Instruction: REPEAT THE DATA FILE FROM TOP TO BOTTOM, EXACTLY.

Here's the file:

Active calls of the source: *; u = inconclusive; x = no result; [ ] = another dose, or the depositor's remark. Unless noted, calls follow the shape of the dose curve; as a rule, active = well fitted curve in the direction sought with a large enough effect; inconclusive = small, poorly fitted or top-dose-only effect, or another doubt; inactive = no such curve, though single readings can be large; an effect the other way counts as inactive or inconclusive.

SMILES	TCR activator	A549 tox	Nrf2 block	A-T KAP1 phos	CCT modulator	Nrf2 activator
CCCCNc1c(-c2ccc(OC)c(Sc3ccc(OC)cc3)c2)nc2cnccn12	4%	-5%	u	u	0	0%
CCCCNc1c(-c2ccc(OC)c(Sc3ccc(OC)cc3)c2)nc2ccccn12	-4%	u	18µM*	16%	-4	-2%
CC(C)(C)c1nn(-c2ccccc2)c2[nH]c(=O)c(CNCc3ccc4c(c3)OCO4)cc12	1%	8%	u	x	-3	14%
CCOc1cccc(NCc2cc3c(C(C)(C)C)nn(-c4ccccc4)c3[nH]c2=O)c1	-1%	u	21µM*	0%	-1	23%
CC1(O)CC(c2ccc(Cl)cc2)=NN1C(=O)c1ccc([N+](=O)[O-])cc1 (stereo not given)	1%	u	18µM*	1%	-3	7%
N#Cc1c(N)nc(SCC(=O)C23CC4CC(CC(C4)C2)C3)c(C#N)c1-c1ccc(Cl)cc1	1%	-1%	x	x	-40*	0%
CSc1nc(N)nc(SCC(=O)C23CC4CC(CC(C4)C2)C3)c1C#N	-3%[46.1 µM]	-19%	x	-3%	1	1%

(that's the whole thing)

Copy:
Active calls of the source: *; u = inconclusive; x = no result; [ ] = another dose, or the depositor's remark. Unless noted, calls follow the shape of the dose curve; as a rule, active = well fitted curve in the direction sought with a large enough effect; inconclusive = small, poorly fitted or top-dose-only effect, or another doubt; inactive = no such curve, though single readings can be large; an effect the other way counts as inactive or inconclusive.

SMILES	TCR activator	A549 tox	Nrf2 block	A-T KAP1 phos	CCT modulator	Nrf2 activator
CCCCNc1c(-c2ccc(OC)c(Sc3ccc(OC)cc3)c2)nc2cnccn12	4%	-5%	u	u	0	0%
CCCCNc1c(-c2ccc(OC)c(Sc3ccc(OC)cc3)c2)nc2ccccn12	-4%	u	18µM*	16%	-4	-2%
CC(C)(C)c1nn(-c2ccccc2)c2[nH]c(=O)c(CNCc3ccc4c(c3)OCO4)cc12	1%	8%	u	x	-3	14%
CCOc1cccc(NCc2cc3c(C(C)(C)C)nn(-c4ccccc4)c3[nH]c2=O)c1	-1%	u	21µM*	0%	-1	23%
CC1(O)CC(c2ccc(Cl)cc2)=NN1C(=O)c1ccc([N+](=O)[O-])cc1 (stereo not given)	1%	u	18µM*	1%	-3	7%
N#Cc1c(N)nc(SCC(=O)C23CC4CC(CC(C4)C2)C3)c(C#N)c1-c1ccc(Cl)cc1	1%	-1%	x	x	-40*	0%
CSc1nc(N)nc(SCC(=O)C23CC4CC(CC(C4)C2)C3)c1C#N	-3%[46.1 µM]	-19%	x	-3%	1	1%